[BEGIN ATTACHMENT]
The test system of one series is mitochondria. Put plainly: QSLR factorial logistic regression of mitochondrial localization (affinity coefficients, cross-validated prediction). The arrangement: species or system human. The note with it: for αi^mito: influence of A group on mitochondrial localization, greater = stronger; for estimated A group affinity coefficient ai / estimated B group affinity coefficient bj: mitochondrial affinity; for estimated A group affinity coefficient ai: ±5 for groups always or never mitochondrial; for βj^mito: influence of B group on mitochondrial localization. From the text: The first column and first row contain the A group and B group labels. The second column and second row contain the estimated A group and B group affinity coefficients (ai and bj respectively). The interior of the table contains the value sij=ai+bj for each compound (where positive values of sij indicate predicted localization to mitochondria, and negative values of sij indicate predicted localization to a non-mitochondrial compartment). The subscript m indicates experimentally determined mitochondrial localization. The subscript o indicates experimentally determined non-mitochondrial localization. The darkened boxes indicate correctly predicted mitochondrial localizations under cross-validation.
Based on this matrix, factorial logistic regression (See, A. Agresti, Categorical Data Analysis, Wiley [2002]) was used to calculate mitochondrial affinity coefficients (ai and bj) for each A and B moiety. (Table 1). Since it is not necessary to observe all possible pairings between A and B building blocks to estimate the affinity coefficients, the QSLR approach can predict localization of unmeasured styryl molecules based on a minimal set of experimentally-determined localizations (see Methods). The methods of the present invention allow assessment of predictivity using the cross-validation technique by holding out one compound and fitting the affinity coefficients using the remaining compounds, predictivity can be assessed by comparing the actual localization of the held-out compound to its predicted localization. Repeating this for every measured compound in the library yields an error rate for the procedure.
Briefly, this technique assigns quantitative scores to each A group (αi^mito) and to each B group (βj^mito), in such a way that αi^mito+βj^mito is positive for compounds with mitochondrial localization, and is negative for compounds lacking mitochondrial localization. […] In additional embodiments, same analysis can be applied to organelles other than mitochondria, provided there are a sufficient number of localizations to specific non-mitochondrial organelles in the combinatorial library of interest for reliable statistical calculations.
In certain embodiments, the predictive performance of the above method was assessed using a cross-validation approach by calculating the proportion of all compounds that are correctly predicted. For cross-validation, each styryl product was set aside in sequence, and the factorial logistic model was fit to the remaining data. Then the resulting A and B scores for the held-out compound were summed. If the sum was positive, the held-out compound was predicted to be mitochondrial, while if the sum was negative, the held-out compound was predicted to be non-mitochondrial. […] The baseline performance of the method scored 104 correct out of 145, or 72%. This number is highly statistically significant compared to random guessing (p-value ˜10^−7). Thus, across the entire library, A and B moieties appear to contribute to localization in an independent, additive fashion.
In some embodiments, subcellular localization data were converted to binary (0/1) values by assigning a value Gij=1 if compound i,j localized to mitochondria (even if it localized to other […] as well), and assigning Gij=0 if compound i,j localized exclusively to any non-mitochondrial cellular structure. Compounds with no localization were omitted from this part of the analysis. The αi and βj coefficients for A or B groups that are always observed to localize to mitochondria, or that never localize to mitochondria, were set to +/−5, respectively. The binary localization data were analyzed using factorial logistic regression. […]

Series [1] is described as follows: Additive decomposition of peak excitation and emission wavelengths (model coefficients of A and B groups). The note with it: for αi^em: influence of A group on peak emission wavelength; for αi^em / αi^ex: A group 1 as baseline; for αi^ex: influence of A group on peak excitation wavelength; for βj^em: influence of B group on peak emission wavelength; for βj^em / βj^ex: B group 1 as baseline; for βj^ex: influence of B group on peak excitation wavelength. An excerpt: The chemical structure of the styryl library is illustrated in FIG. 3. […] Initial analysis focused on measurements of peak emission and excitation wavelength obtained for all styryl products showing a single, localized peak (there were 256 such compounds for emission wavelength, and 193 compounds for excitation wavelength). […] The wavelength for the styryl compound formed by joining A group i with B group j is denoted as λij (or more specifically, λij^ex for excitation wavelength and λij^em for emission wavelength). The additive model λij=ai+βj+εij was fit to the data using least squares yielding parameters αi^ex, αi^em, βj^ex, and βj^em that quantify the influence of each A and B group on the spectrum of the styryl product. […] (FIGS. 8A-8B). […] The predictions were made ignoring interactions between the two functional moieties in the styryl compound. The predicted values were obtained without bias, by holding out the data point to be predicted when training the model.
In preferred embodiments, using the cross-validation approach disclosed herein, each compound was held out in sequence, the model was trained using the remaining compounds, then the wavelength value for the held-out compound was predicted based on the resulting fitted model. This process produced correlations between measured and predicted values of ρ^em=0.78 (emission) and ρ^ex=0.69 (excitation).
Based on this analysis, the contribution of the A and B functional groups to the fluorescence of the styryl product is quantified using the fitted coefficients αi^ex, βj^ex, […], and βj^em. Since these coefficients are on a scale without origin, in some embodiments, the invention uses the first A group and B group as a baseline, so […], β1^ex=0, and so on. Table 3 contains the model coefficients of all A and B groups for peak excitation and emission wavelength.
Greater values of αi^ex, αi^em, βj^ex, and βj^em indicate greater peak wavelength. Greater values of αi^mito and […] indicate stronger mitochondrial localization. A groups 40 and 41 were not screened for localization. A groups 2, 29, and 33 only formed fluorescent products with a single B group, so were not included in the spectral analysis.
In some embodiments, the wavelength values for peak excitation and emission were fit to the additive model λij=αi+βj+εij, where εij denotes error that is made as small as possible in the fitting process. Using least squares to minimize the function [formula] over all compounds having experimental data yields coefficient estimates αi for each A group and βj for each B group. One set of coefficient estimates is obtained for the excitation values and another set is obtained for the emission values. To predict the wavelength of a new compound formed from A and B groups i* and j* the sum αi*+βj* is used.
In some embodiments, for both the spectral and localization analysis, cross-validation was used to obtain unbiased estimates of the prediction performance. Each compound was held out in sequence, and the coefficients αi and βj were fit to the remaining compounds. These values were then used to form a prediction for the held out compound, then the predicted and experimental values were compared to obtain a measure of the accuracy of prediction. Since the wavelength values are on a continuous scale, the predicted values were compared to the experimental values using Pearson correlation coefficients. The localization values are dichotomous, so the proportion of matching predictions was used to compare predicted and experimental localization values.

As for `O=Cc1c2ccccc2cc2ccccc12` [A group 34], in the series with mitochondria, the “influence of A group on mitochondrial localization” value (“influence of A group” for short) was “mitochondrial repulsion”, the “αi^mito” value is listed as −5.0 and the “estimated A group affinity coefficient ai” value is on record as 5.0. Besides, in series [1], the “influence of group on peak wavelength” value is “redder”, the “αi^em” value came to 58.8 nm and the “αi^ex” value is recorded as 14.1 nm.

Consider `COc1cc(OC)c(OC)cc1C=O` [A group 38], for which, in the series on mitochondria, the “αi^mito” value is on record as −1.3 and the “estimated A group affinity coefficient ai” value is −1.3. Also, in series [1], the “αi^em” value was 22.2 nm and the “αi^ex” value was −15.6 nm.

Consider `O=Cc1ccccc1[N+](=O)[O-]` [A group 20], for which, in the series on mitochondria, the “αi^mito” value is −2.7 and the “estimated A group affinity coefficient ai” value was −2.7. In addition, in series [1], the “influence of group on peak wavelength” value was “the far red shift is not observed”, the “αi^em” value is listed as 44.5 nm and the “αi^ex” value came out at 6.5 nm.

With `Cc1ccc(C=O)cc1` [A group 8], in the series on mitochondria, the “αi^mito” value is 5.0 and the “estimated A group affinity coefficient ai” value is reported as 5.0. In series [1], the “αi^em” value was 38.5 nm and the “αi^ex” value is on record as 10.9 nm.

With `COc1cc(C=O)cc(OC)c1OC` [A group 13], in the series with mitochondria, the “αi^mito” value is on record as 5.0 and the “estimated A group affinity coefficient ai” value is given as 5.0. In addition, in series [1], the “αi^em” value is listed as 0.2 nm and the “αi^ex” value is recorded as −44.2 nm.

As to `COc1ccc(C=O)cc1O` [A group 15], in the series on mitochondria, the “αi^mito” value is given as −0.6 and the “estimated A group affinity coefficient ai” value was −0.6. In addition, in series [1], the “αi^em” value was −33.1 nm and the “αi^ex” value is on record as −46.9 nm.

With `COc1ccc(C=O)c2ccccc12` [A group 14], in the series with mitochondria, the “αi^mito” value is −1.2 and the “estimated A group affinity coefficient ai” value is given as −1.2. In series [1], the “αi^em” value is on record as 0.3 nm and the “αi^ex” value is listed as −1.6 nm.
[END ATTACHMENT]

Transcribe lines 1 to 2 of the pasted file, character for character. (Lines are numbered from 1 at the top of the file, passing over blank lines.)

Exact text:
The test system of one series is mitochondria. Put plainly: QSLR factorial logistic regression of mitochondrial localization (affinity coefficients, cross-validated prediction). The arrangement: species or system human. The note with it: for αi^mito: influence of A group on mitochondrial localization, greater = stronger; for estimated A group affinity coefficient ai / estimated B group affinity coefficient bj: mitochondrial affinity; for estimated A group affinity coefficient ai: ±5 for groups always or never mitochondrial; for βj^mito: influence of B group on mitochondrial localization. From the text: The first column and first row contain the A group and B group labels. The second column and second row contain the estimated A group and B group affinity coefficients (ai and bj respectively). The interior of the table contains the value sij=ai+bj for each compound (where positive values of sij indicate predicted localization to mitochondria, and negative values of sij indicate predicted localization to a non-mitochondrial compartment). The subscript m indicates experimentally determined mitochondrial localization. The subscript o indicates experimentally determined non-mitochondrial localization. The darkened boxes indicate correctly predicted mitochondrial localizations under cross-validation.
Based on this matrix, factorial logistic regression (See, A. Agresti, Categorical Data Analysis, Wiley [2002]) was used to calculate mitochondrial affinity coefficients (ai and bj) for each A and B moiety. (Table 1). Since it is not necessary to observe all possible pairings between A and B building blocks to estimate the affinity coefficients, the QSLR approach can predict localization of unmeasured styryl molecules based on a minimal set of experimentally-determined localizations (see Methods). The methods of the present invention allow assessment of predictivity using the cross-validation technique by holding out one compound and fitting the affinity coefficients using the remaining compounds, predictivity can be assessed by comparing the actual localization of the held-out compound to its predicted localization. Repeating this for every measured compound in the library yields an error rate for the procedure.